# How to write $b$ between $a$ and $c$ formally?

How to write $b$ between $a$ and $c$ formally ? I mean it could be

1) $a<b<c$

or

2) $a>b>c$

but I want to leave it in the middle which one it is.

If I use the sandwich theorem for instance I think a notation for this might be usefull.

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Not sure if there is a standard notation for this. Making one up would only force your readers to try and parse what you came up with. $b$ between $a$ and $c$ sounds reasonable in itself. – Aryabhata Apr 11 '13 at 23:53

$$\min\{ a,c \} <b < \max\{ a,c \}$$

or $$(b-c)(b-a) <0 \,.$$

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Or maybe simplest: $b\in (a,c) \cup (c,a)$.... – N. S. Apr 11 '13 at 22:49
• You can write that there exists $t \in (0,1)$ such that $b = ta + (1-t)c$.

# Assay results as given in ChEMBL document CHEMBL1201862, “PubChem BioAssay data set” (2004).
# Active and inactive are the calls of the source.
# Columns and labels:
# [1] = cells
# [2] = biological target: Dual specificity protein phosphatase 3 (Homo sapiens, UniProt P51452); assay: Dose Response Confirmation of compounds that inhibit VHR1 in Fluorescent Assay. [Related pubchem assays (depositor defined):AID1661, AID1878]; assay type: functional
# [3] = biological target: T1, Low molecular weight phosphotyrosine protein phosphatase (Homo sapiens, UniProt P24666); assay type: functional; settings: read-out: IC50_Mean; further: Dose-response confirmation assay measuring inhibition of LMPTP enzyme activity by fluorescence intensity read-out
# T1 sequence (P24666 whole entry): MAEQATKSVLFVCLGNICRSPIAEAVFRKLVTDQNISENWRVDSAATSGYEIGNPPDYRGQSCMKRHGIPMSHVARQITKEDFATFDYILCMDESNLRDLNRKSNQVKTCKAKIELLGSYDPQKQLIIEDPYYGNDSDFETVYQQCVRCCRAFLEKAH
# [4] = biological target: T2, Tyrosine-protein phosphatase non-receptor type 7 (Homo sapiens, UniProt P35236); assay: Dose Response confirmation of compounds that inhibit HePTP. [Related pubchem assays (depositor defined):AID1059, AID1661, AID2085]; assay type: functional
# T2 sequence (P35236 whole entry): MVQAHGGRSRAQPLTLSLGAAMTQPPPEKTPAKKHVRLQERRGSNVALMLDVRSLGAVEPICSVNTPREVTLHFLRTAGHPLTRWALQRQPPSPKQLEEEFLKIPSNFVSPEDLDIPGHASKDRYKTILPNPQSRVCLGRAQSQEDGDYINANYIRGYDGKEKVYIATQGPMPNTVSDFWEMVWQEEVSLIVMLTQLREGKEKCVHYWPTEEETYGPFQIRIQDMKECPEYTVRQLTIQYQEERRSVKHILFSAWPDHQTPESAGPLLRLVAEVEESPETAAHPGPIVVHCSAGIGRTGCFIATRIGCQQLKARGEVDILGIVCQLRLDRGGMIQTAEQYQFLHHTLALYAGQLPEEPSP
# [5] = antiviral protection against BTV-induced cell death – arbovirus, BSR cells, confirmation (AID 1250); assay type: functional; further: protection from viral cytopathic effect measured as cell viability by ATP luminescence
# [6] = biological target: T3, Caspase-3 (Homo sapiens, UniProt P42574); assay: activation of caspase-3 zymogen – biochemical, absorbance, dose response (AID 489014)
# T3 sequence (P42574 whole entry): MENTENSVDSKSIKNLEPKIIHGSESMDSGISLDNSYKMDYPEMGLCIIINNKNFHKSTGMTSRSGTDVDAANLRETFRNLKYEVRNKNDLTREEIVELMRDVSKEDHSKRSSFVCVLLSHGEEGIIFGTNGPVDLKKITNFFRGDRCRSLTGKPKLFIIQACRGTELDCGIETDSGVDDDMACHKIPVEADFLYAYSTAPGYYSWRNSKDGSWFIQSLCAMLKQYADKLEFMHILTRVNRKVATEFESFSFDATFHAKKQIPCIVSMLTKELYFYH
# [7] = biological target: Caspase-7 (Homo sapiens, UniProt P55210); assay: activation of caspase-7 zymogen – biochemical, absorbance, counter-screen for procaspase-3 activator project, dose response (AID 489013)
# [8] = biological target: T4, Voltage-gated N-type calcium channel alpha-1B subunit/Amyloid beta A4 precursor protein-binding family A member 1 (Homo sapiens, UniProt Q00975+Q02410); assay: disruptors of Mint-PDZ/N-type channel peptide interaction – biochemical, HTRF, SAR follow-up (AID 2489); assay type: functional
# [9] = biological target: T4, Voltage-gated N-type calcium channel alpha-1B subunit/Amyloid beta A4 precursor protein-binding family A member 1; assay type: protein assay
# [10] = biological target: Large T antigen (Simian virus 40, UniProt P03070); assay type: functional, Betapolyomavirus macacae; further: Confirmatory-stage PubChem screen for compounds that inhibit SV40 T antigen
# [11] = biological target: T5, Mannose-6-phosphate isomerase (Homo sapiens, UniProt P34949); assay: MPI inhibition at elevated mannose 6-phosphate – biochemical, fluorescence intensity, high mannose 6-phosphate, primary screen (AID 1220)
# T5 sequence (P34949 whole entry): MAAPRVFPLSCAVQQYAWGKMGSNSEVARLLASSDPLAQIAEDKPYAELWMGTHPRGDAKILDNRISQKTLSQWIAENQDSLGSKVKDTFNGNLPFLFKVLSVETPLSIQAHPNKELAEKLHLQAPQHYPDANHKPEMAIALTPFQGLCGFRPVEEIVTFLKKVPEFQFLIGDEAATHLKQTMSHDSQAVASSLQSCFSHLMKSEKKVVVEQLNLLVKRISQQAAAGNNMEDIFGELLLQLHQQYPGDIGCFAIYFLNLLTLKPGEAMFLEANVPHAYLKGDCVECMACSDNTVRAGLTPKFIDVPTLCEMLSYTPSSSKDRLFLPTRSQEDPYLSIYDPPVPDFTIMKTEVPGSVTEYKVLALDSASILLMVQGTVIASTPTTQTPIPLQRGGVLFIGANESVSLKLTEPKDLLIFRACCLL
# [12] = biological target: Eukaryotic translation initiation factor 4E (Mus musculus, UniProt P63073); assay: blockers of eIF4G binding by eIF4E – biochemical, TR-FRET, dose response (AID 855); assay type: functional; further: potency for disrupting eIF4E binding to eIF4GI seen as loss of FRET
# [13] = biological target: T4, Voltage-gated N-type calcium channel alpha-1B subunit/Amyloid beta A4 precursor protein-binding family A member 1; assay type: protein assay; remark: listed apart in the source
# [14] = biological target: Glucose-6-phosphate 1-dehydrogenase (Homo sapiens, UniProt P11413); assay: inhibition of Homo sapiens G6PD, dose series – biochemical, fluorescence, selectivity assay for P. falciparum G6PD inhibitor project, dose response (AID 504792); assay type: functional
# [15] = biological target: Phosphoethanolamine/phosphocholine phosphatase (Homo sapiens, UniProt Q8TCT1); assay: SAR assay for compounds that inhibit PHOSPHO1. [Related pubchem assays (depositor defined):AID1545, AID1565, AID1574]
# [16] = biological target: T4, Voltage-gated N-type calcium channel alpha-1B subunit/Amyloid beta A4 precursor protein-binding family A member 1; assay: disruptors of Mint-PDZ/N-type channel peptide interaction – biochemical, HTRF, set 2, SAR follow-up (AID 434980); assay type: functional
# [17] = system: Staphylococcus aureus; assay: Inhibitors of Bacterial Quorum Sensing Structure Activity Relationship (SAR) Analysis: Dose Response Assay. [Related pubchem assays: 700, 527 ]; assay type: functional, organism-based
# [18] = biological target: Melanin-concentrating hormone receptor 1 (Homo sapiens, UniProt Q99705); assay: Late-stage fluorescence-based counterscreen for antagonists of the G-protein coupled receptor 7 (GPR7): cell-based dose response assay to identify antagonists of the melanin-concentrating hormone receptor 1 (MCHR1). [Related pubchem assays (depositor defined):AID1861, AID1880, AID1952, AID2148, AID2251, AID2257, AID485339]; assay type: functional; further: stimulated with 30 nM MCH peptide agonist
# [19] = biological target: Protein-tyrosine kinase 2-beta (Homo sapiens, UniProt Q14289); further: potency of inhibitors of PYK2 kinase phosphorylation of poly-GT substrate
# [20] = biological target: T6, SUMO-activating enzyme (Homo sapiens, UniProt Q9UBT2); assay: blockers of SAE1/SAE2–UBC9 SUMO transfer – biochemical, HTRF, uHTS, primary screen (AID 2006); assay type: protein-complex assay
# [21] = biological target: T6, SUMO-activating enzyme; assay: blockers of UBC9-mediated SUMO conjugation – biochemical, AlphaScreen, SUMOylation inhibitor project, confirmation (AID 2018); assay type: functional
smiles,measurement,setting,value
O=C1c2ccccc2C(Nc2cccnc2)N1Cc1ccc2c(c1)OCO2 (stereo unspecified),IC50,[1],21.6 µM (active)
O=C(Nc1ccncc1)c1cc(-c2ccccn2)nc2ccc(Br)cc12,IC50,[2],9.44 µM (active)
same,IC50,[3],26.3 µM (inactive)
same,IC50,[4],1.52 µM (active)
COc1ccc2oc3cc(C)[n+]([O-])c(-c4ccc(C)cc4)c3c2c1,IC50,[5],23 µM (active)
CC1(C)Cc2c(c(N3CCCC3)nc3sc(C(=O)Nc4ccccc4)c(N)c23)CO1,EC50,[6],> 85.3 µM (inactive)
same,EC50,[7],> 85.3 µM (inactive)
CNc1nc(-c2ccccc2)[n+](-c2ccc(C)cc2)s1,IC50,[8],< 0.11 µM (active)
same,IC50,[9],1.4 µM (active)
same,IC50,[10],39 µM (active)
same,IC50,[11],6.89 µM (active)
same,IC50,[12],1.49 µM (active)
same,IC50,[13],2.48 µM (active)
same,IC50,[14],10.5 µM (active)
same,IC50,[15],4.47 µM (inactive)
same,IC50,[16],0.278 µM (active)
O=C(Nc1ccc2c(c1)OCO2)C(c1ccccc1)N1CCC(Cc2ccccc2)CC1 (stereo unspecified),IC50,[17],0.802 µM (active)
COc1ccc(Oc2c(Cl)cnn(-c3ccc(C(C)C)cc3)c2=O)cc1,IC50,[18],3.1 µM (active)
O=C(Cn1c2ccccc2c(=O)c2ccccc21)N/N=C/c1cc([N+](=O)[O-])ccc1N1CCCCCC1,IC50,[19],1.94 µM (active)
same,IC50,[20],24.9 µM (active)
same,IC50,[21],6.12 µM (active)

• You can write "let $I(a,c) = (a,c)$ if $a<c$ or $(c,a)$ otherwise, and $b \in I(a,c)$".
• You can write $\min\{a,c\} < b < \max\{a,c\}$.
• If you like, you can just write $b \in (a,c)$, borrowing the notion (from the plane of dimension 2 or more) that $(a,c)$ is the interval between the plane point $a$ and the plane point $c$ (ignoring direction).
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$a<b<c$ and $a>b>c$ are not the same (I assume that was a typo).

But, $a<b<c$ and $c>b>a$ are the same things. In this case, both notations work. The first one looks cooler and easier to understand (to me). By the way, Also, you need to make sure that the inequalities are strict, e.g. $1<1<1$ is false, but $1 \leq 1 \leq 1$ is true.

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That is his problem actually: the fact that they are not the same. $b$ between a and c, could mean either of them, so if you write one you are missing the second.... – N. S. Apr 11 '13 at 22:48
-1 Your assumption is wrong, as is obvious from careful reading: "I want to leave it in the middle which one it is. If I use the sandwich theorem for instance ...". IOW, b is "sandwiched" between a and c, and the OP wants a notation that says that without specifying the order of a and c. – Jim Balter Aug 14 '14 at 20:12